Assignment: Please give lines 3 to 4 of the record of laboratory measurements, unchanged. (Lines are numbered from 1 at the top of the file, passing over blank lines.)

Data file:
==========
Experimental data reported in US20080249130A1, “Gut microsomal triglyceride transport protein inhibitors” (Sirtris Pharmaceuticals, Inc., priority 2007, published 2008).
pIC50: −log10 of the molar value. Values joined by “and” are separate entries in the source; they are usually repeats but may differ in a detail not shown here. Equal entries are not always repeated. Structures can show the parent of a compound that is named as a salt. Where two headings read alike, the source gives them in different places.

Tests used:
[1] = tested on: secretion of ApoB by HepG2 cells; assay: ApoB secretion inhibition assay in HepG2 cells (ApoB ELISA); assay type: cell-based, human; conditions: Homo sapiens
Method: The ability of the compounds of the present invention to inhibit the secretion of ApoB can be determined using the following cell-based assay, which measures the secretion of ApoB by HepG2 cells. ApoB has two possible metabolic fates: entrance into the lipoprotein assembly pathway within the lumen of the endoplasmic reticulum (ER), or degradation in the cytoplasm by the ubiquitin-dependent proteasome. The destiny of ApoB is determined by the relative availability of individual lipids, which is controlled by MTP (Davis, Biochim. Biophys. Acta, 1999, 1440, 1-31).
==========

Tests used:
[1] = tested on: secretion of ApoB by HepG2 cells; assay: ApoB secretion inhibition assay in HepG2 cells (ApoB ELISA); assay type: cell-based, human; conditions: Homo sapiens